Will the Apple iPhone be the ultimate convergence device? There’s nothing official about it yet. But by all accounts, as the clock strikes 4.30pm on 29 June 2007, some 1,840 AT&T wireless boutiques across the US will evict their customers and down their shutters. Ditto for all 160 Apple stores. Ninety minutes later, they will reopen, storefronts showcasing one of the most hyped and hankered after cellphones today, the Apple iPhone.
This pricey 21st century gizmo, that few have seen and even fewer have handled, comes buoyed by both Apple’s pedigree to deliver revolutionary cult products and the sweet smell of media excess.
WHAT IT HAS
For those who’ve just tuned in, this 135-gram GSM quad-band (850, 900, 1800, 1900MHz) cellphone is akin to a widescreen iPod. The 4.5x 2.4x0.46 inch black and beauteous bundle boasts a 3.5 inch super-brilliant screen that lights up only during interaction, a screen resolution of 320x480 pixels (160ppi), a Mac OS X operating system, 4GB or 8GB of inbuilt storage, and Wi-Fi (802.11b/g)/EDGE/GPRS/Bluetooth 2.0+EDR for wireless data transmission.
For shutterbugs, there’s a two megapixel camera. Input? No keyboard pecking, no stylus jabs, just a fully-functional, “multi-touch” screen with a full Qwerty virtual onscreen keyboard. The screen is made of the same polycarbonate that’s used in iPods (read scratch- prone, though substantially improved). The phone is Windows PCs- and Mac-compatible and comes with an integrated version of Apple’s Safari-tabbed Web browser and Google Maps software.
It will also have software applets (called widgets) to bring users weather and stocks updates, etc. As for juice, the embedded (non-user removable) battery is claimed to last five hours for talk, video and browsing, and up to 16 hours of audio playback.
The iPhone will be for sale only in the US—and exclusively available from Apple and AT&T (formerly Cingular Wireless) for the first two years. Pre-launch pricing for the iPhone has been set at $499 (Rs20,459) for the 4GB model and $599 for the 8GB one. This pricing is for “locked” handsets that are purchased with a two year AT&T service plan contract. No one is willing to set a price for illegally “unlocked” handsets that will hit the grey market soon, just yet.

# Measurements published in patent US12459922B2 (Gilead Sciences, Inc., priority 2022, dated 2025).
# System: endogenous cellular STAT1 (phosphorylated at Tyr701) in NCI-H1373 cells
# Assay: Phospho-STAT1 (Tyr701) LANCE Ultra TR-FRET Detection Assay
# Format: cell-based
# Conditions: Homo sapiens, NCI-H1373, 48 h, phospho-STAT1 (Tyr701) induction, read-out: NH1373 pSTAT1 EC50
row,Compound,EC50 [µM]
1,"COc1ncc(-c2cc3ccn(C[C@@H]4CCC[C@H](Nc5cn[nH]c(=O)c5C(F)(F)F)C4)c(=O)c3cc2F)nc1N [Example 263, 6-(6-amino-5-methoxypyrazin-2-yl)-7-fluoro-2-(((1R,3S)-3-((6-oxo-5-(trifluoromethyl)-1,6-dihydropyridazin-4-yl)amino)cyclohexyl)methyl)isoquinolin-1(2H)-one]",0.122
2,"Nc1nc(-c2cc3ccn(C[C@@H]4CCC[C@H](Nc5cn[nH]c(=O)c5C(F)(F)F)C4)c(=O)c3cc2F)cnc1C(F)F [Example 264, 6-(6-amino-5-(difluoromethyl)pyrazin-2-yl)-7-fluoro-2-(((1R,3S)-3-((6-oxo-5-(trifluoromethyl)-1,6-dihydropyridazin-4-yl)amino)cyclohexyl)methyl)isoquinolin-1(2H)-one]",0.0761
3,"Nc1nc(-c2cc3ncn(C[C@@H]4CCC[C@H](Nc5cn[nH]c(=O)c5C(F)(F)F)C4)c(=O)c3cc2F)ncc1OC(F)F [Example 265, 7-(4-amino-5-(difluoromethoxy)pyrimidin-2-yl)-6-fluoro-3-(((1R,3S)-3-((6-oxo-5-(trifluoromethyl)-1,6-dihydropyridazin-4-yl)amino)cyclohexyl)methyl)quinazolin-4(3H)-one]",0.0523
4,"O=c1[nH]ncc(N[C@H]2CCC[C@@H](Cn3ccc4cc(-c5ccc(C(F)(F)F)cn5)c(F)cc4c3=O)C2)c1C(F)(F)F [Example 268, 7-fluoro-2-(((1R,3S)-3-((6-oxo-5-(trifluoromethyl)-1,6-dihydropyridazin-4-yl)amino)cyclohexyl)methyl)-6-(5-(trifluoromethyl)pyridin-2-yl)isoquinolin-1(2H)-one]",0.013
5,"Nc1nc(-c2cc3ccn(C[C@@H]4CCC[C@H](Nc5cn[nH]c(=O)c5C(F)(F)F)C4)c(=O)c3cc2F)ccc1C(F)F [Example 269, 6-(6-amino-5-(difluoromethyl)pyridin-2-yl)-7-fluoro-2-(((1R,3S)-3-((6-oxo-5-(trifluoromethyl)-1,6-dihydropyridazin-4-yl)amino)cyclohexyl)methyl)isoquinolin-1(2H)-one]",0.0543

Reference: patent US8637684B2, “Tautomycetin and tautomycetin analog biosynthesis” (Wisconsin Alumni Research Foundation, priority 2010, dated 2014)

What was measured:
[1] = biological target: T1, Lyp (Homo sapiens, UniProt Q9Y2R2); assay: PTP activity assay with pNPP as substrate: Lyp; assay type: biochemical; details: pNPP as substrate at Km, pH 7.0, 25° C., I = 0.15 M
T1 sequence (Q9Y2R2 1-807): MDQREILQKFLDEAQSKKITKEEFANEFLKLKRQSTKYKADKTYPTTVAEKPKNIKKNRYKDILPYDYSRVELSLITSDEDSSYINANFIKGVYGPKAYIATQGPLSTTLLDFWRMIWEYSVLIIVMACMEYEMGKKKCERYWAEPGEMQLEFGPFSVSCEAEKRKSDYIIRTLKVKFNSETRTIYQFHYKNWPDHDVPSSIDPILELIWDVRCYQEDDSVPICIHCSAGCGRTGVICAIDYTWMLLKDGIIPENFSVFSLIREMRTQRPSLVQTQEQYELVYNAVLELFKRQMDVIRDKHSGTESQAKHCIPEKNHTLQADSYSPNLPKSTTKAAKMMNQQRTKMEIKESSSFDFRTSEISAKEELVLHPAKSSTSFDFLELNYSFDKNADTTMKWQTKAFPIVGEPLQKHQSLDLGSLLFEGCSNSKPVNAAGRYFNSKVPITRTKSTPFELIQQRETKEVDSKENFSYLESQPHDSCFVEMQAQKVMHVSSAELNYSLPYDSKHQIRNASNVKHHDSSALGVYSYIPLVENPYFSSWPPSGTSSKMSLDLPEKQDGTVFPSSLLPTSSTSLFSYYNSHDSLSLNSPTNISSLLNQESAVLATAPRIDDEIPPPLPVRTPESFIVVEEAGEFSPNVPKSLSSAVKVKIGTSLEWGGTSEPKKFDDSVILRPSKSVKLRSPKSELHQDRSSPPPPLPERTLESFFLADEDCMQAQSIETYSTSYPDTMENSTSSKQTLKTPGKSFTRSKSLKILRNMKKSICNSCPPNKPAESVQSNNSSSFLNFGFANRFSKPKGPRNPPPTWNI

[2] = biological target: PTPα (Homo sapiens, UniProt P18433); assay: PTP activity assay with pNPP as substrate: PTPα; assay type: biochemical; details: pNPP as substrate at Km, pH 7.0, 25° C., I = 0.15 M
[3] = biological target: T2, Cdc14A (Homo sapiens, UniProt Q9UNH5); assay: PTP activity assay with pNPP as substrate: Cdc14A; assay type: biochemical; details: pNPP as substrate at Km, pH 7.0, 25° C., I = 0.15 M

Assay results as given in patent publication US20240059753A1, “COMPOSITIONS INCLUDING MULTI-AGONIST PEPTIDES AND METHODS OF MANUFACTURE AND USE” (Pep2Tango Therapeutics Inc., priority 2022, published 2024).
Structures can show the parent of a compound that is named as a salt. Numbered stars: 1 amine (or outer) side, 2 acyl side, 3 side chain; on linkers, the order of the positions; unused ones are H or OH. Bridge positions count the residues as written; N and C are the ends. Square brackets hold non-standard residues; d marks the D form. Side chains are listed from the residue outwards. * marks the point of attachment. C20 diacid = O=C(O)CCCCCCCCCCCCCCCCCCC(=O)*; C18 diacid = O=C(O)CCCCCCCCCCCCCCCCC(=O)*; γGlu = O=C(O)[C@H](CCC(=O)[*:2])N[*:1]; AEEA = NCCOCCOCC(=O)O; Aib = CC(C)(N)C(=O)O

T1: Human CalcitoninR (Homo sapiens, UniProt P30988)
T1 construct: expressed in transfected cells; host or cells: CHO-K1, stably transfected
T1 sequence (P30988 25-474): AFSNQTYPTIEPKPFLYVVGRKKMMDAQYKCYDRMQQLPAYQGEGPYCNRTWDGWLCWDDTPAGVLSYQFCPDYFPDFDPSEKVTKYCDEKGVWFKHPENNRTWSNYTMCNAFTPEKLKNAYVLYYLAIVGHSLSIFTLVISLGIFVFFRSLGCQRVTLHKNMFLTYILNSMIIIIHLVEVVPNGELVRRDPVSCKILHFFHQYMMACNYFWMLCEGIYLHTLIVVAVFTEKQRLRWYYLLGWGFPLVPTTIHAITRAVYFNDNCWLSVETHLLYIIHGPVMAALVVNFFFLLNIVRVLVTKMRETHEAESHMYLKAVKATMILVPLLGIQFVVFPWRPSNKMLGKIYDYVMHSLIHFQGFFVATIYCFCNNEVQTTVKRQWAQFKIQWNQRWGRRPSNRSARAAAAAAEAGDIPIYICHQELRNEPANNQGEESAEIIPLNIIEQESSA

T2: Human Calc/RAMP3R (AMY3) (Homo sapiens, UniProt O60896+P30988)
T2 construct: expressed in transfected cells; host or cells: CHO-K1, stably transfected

Apple’s brand reputation aside, the iPhone’s shiniest promise is its innovative appeal of being “more than a music phone”. The idea of owning a gadget that integrates the iconic iPod with cellular phone capabilities, touch-screen functionality, intuitive user interface, email/Internet, video and the inbuilt two megapixel digital camera are the device’s biggest USPs.
WHAT IT DOESN’T
So much for the eye candy. What’s the downside? No 3G or HSDPA high-speed Internet yet, no games (that’s very odd), no iChat, no GPS either. It doesn’t run the vast base of existing Palm, Symbian, or Windows Mobile programs. No Flash or Java support. Voice recognition? Voice dialling? Voice memos? Video recording? No clue yet. No Word or Excel docs. No Outlook syncing either. No user choice programme additions. No battery swaps on the trot on your own—the battery pack is locked and barred similar to the iPod’s.
While the touch-control screen and innovative means of command/data input via its simulated keypad are being touted as its killer features, they could also prove to be its Achilles’ heel in terms of ease of navigation, one-handed use, and rain/sweat/moisture/grease/grubby finger factor…
WILL IT CLICK?
Does that shatter the iPhone fairy tale? No, not just yet. Because, as the Bard said, there are more things in heaven and earth than are dreamt of in our philosophy. Veteran wisdom tells us that Apple has the technological fortitude to better the best. So devout is the industry’s belief that Apple will keep the faith that it just took Apple head honcho Steve Jobs’ emphatic announcement of launching the iPhone in January 2007 to send his company’s stocks rocketing 8.3%, while BlackBerry maker Research In Motion Ltd’s shares tumbled 7.7%. In fact, Apple ranked as the fourth most desired multimedia handset brand in the US even before the iPhone was announced. Needless to say, there’s a lot at stake for Apple (and AT&T) than just reputations.
When will the iPhone come to India? Officially, it can’t until mid-2009. Unless AT&T beams down on us before that… The question right now is: Will the keyless iPhone reinvent mobile telecommunications just as the iPod revolutionized the way the world listens to music? All we can say is: Stay tuned